Flight of the Falcons

In my last post, I wrote about how I will be studying American Kestrels for my master’s research. I mentioned that kestrels are beautiful birds that frequent open habitats and sometimes engage in “hover hunting”. You probably came away from the post wondering if kestrels enjoy playing football because they wear eye black. Yes, they do. They have  learned how to play sports by attending human events. They use the mice they catch as the balls. After the game is over, they kabob the mice with porcupine quills and roast them over a fire. What? You didn’t think all falcons like their food raw, did you?! Kestrels are actually seen at baseball, football or soccer games, where they may hang out by posts or lights to capture insects. Mmm . . . grasshoppers and moth bites. Kestrels will sometimes store up a cache of food in a pasture, bush or tree. So in the eyes of a rodent, kestrels are serial killers. I’ll stop writing about kestrel hunting habits now because you’re probably getting hungry. How about some pictures of kestrels eating?

American kestrel holding prey in beakAmerican kestrel feeding, using talons to hold prey

American kestrel with kill

During the breeding season, American Kestrel pairs engage in various romantic activities, like ascending and diving or exchanging food presents. Sometimes a male will even take a female to a fly-in theater. Once pairs have established, they will usually stay together for the season. Kestrels will defend their territories from intruders and potential predators. That’s right, even kestrels have enemies. Larger raptors such as Cooper’s Hawks, Great Horned Owls, and Red-tailed Hawks will occasionally attack kestrels. Great Horned Owls will knock kestrels out with a FALCON PUNCH! Sorry, couldn’t resist throwing in a little super smash bros. reference.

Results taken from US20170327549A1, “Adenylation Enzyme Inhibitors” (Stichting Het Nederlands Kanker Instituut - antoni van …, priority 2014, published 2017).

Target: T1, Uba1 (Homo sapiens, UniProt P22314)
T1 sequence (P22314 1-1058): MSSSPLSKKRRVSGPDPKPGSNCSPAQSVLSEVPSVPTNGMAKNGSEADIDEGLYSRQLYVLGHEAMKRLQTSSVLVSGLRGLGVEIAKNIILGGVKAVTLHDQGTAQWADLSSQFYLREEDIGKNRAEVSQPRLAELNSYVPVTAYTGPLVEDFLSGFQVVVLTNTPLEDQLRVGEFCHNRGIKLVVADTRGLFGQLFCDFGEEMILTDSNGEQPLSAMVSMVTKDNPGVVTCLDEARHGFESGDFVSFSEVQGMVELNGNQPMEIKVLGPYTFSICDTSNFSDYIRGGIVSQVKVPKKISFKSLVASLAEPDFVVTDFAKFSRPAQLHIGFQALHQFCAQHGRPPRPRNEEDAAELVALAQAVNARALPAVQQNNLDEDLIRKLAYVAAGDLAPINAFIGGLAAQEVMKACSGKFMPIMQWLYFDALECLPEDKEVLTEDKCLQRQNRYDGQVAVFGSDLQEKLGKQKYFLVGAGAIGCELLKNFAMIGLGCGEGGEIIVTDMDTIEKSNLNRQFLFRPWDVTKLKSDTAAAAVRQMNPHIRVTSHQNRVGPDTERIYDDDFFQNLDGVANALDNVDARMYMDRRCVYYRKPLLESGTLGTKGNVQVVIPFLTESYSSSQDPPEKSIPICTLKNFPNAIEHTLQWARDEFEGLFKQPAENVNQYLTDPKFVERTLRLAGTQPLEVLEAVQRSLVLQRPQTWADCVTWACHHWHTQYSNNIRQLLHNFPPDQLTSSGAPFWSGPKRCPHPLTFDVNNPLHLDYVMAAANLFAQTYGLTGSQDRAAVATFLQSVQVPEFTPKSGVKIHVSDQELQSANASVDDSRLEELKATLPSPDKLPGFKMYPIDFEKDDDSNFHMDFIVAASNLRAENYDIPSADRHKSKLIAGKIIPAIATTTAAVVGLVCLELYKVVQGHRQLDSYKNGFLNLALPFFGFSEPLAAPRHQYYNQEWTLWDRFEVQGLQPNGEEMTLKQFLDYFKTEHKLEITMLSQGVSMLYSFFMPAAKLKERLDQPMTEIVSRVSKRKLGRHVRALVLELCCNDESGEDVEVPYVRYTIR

Unlike many other birds, kestrels do not build their own nests. They are actually secondary cavity nesters, which means they rely on other birds to excavate nesting cavities for them. Kestrels often use an abandoned woodpecker holes, tree hollows, or man-made structures. Sometimes a woodpecker cavity becomes abandoned after the kestrel chases the woodpecker out! Though kestrels do not build the nests, the male will sometimes display with decorative flair in order to impress his mate by using snakeskins to line the nest. Can you imagine having children while sitting on a pile of snakes? Just kidding, I made that up. Kestrels will also use man-made nest boxes. Here’s a video of a kestrel fighting a starling for a nest box.

Once the young have hatched, the parents spend much of their time gathering food for the hungry chicks.

American kestrel chicks in nest

The parents also defend the chicks from avian predators, snakes and even fire ants. The young repay their parents care by screaming and spraying feces all over the nest box. After about a month, the juveniles are ready to fledge and leave the nest. Then more falcons take flight and the world is a better place.

My research on kestrels will focus on tail-pumping behavior. Several ideas have been proposed, but scientists are still unsure why kestrels flick their tails up and down while perched. I will be testing 4 possible hypotheses for why kestrels pump their tails. 1. Kestrels use their tails to maintain balance on a perch. 2. Kestrels use tail-pumping to communicate with other kestrels. 3. Kestrels tail-pump as a signal or sign of excitement before attacking prey. 4. Kestrels pump their tails as a signal to deter potential predators. My next post will detail why these hypotheses may or may not be true and I’ll tell you a bit about some of the kestrels I’ve started observing. May you fly like a falcon!

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